Cory @ Boing Boing
Euro software patents: dead again! w00t!:

Aymeric sez, "I was at the Brussels demo [against software patents] today and the result, it appears, was slightly positive." That's an understatement: the software patent issue is dead again in the European Parliament and has to be rebooted from start if the other side wants to get it through!

The European Parliament has thrown out a bill that would have allowed software to be patented.

Politicians unanimously rejected the bill and now it must go through another round of consultation if it is to have a chance of becoming law.

During consultation the software patents bill could be substantially re-drafted or even scrapped.

Link

(Thanks, Aymeric!)

This is great news. I wish Japan would listen to Europe on this issue.

Follow the link to Boing Boing for more information and updates.

11 Comments

Out of curiosity, why is this great news?

Because I don't like software patents. See this post and read the comments for a discussion about them that we had on this blog from January. Just Google for software patents +site:joi.ito.com for all of the other posts on the topic here. I've written about it a lot...

here in austria, the government finally decided to be against software patents (after several initiatives by many organizations) and will be supporting poland's opposition against software patents. power to the people! ;-)

Thanks for the background. Very intersting perspectives. I didn't realize the absolute costs to smaller companies & start-ups to sustain patent protection were so high. Coupled with barriers that don't exist in the open source community, I can see how patents could stifle innovation in certain instances.

From the perspective of someone who's wife has a few patents from a larger software company I tend to like them. Her company pays one time cash and/or stock rewards for innovative patentable solutions/features that are used in shipping products. I'm sure not all companies do this but it is a nice touch that rewards for truly creative ideas that the employee would, for the reasons you mention in the other thread, otherwise be unable to gain benefit from.

While the 'problem solving gene' that sales people sometimes seem to lack is what probably really drives most engineers, the idea that you'll actually personally benefit from your innovations does make for happy engineers. Selfish? Sure. But baby needs a new pair of shoes.


The incentive provided by patents isn't really always or even primarily for an engineer, nor in my opinion should be. The incentive is for capitalization and commercialization of an idea.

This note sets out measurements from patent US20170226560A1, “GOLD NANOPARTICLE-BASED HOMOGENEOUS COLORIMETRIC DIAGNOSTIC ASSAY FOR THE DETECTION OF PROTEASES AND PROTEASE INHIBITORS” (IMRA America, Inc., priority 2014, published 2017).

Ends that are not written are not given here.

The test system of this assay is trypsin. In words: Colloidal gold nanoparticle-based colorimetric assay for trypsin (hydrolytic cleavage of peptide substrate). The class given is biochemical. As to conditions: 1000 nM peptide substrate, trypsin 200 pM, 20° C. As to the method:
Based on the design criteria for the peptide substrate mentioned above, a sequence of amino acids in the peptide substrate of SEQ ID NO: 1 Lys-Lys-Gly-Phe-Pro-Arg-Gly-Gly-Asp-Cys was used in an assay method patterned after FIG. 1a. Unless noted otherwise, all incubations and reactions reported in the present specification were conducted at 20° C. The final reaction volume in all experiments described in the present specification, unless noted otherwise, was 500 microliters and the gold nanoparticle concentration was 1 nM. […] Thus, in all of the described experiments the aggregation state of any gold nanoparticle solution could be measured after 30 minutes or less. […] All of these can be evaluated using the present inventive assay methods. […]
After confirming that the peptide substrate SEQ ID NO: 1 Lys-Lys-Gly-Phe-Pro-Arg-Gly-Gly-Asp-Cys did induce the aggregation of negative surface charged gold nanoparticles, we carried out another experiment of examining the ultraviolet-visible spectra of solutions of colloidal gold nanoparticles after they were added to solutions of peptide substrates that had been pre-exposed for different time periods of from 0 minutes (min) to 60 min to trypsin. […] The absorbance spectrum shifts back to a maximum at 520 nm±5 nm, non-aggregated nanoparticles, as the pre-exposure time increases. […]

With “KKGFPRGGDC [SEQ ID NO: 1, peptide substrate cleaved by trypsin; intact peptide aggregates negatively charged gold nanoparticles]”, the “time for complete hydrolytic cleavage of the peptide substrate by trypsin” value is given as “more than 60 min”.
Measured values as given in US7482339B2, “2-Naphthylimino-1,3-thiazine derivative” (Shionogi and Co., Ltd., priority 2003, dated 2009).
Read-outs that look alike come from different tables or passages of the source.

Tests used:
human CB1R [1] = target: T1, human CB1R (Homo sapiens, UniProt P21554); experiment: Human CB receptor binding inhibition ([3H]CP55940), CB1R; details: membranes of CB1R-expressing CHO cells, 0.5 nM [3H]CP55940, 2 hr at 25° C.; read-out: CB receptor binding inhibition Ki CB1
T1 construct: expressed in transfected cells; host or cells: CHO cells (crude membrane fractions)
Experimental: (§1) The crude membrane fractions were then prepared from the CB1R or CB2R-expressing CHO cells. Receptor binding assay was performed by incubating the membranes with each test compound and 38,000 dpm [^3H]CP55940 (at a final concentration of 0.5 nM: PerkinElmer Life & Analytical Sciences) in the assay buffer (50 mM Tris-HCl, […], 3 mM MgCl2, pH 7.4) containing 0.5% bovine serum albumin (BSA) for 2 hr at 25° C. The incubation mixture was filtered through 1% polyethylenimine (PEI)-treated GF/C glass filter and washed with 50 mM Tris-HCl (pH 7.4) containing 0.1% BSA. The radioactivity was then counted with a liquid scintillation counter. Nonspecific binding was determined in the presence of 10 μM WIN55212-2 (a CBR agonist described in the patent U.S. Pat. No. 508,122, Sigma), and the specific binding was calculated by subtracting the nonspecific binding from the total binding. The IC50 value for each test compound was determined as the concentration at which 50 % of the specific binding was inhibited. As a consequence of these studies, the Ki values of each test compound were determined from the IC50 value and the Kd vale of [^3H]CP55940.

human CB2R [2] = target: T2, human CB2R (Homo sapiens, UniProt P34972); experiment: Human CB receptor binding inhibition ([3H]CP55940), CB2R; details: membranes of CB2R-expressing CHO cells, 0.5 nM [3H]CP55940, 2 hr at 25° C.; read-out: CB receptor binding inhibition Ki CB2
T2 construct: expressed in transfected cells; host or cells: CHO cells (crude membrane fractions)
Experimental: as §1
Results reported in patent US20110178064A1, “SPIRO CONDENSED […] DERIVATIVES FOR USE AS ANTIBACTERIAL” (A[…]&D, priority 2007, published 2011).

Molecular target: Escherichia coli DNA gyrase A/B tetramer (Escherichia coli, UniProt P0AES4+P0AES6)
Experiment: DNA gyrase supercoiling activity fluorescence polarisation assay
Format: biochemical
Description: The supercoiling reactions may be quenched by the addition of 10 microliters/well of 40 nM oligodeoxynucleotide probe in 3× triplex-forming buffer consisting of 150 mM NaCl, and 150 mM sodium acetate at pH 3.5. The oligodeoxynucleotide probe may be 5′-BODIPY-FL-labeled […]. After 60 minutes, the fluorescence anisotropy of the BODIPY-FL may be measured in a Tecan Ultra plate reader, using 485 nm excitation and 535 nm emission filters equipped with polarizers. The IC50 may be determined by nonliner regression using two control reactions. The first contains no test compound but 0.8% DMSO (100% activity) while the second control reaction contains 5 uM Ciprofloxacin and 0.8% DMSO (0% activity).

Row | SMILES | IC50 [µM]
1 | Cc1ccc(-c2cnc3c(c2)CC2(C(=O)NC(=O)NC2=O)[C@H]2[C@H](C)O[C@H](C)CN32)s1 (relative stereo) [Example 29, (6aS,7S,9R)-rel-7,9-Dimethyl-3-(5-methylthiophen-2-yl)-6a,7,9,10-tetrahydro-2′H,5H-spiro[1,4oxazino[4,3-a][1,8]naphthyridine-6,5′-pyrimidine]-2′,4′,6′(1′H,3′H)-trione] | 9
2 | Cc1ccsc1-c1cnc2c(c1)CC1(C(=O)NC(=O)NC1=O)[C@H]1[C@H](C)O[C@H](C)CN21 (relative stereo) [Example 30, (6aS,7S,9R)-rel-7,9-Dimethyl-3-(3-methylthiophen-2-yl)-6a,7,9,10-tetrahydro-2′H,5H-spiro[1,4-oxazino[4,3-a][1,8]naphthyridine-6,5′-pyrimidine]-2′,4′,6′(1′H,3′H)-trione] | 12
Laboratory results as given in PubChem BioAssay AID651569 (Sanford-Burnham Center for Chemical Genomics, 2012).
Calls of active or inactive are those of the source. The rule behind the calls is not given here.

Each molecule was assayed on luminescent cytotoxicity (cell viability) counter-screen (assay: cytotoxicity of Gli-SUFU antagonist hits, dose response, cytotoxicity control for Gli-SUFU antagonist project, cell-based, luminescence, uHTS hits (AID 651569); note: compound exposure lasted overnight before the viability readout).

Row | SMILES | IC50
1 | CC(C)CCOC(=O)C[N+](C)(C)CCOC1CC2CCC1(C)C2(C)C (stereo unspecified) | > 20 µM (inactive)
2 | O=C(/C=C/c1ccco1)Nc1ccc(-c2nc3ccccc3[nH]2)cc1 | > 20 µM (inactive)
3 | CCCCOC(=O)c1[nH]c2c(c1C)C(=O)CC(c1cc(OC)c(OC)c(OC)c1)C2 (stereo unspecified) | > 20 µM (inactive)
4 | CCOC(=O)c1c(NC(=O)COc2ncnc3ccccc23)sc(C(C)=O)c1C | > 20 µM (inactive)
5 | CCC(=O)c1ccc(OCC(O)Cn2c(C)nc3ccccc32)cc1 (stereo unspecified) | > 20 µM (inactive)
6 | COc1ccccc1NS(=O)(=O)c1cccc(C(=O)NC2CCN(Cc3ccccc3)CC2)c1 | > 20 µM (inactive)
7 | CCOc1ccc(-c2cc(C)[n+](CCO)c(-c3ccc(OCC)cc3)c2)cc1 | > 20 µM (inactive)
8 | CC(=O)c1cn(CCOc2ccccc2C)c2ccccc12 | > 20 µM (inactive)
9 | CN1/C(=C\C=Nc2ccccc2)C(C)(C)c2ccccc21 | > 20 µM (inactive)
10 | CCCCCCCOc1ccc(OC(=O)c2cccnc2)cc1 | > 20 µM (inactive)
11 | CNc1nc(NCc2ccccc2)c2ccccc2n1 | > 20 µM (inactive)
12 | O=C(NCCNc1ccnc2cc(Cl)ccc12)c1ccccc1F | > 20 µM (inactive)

Many many novel ideas go unused or underused (throughout the economy) because they are not 'propertized' in such a way that they can be traded. Patents allow this to happen, and therefore can create incredible value.

The problems with the cost of obtaining a patent and litigating patents are high, but in my opinion that is where our focus should be in terms of improving the patent system.

However, software in my opinion is by its nature more needful of patent protection than many other technologies.

Suffice it to say that those who oppose will continue to do so, and those who support will continue to do so as well. The question at this point is simply who will win. ;) And if Europe makes it more difficult to obtain patents on software inventions, the resulting effect on their economies over the next 10 years will be very enlightening. I strongly suspect it will be negative.

Trevor, as in our conversation last month, you said what I was thinking. However, after the last experience of debating this issue, I have come to the conclusion that I really do not want to engage in more debate with these people (including our host) who appear to feel as strongly against the issue as I feel for it. So instead of debating, I am going to take advantage of the fact that I live in America and develop entrepreneurial businesses based on great ideas that are protected by strong intellectual property :-)

Joi, :-)

Actually, it's already possible to apply for 'software patents'.

http://www.iusmentis.com/patents/software/epc/

The problem is that it's not clearly defined what is included and excluded by law. The law states that computer related inventions can be patented, but not programs or pieces of code. The directive is about clearing up this unclarity and not specifically about being able to file software patents or not:

"The proposed Directive would harmonise the way in which national patent laws deal with inventions using software."

http://wwwdb.europarl.eu.int/oeil/oeil_ViewDNL.ProcViewCTX?lang=2&procid=2124&HighlighType=2&Highlight_Text=patents


IMHO, Manfred has it right.

Trevor - if we (i.e. anti-patents) win, we'll find out. Personally I think the effect would be extremely positive, but then I would. :-)

Think about it - the computing/software industry is pretty much unique in its rate of change so far, and I think a fair amount of that is because people are free to re-implement good ideas (obviously without illegally duplicating the copyrighted implementation).

"intellectual property", I think you're merging multiple types of IP into one there... Europe still has strong copyright laws (and the EUCD, unfortunately). It's just software patents we don't want.

Okay, I'll go back into my corner now...

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